behind the disguise of Sigmund Freud. In the end it her perceptive empathy and offer of open love 
that provides the therapy that begins to unlock Oliver's heart and his ability to trust. Fearful of 
re-enacting the sham that was his parent's marriage, he cannot commit as he fears the pain of
it coming undone. The film is his wrestle with his journey and the trajectory that he feels destined
to follow. The journey for Oliver is a painful one. Arthur the Jack Russell Terrier and Andy (Goran 
Visnjic), Hal's younger boyfriend provide interesting additional twists and depth to the script.

It would be interesting to watch this alongside A Single Man and also Milk to which the film 
refers - both in terms of subject matter but also context and the time in which they are set.
I commend this film as a gentle, thoughtful, engaging and well-acted piece. Do go and see it.

I'll give it 7.5/10

Monday, 18 July 2011

Harry Potter and the Deathly Hallows Part 2

Worth waiting a decade for! A fitting and tremendous climax to the Potter chronicles. Thank you JK, Daniel Radcliffe et al.

I was frustrated with the final instalment being released in two parts - but this was, as I said, worth waiting for. I haven't read any of the books but Stephen Fry's characterisations have been filling our home for many many years. My daughter has grown up in the world of Harry Potter - it will be for her a defining hallmark of her teenage years.

This film brings everything together. I won't spoil any of the plot just in case there is another sad person waiting for the surprise of the story in film. What I will say is that the story and its depiction is the clearest recasting of the Christian Gospel story you could ever wish to see. It is full of hope, forgiveness, redemption, salvation and above all love. The ending isn't altogether happy - but a lot better than it might have been given where the story gets to at certain points.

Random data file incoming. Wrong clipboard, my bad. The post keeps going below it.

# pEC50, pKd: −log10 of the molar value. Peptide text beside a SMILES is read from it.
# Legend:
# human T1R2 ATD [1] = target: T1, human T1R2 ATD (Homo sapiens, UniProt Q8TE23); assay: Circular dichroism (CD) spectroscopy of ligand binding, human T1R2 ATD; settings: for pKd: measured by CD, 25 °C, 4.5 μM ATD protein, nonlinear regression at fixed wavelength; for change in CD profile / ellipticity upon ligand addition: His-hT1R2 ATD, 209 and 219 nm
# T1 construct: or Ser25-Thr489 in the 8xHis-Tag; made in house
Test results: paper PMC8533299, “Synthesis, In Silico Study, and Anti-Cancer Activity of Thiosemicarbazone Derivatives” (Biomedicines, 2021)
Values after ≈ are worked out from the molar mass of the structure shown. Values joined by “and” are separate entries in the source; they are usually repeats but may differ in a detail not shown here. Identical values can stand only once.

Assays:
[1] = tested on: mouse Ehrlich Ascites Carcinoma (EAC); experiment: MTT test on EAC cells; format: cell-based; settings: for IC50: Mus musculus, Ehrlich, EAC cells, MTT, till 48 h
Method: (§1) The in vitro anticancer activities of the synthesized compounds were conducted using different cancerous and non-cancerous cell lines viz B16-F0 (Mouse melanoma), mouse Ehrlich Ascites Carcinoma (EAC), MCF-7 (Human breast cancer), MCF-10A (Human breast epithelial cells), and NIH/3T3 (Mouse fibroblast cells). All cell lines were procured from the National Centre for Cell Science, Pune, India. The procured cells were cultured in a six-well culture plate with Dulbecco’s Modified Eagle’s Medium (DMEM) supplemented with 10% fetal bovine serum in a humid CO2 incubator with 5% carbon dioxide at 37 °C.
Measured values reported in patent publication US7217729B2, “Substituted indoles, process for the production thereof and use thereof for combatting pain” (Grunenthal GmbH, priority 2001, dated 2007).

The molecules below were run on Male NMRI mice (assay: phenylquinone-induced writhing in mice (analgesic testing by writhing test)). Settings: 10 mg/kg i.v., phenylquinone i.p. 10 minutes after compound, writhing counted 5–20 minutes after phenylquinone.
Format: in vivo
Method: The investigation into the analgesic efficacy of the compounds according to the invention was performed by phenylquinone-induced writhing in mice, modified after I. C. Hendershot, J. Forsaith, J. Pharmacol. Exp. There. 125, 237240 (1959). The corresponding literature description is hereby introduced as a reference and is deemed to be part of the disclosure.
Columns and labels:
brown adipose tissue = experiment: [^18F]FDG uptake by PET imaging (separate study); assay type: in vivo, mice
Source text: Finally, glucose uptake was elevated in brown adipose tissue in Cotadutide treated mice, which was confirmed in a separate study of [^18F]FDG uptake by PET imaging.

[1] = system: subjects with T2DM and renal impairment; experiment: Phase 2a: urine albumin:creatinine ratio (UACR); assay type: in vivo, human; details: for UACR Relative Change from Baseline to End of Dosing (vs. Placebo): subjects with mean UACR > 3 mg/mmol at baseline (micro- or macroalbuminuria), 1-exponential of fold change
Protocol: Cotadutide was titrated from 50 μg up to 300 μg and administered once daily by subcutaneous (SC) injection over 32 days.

The producers have left it open for a whole series of spin-off franchises and sequels. How long will it take for MGM to roll out the Albus Potter?

Following on from In Bruges it is interesting to note that in addition to Ralph Fiennes's obvious appearance in both films, that Fleur Delacour is played by Clémence Poésy!

This really is a first class film that will keep you on the edge of your seat all the way through. Join
the hoards and swell MGM's coffers. Say thank you JK and connect with the light side. I wonder what
Pelagius and Augustine would make of it all?

I'll give this 8.5/10.

Sunday, 17 July 2011

In Bruges

The first film in nearly two months! It's been a desperate time.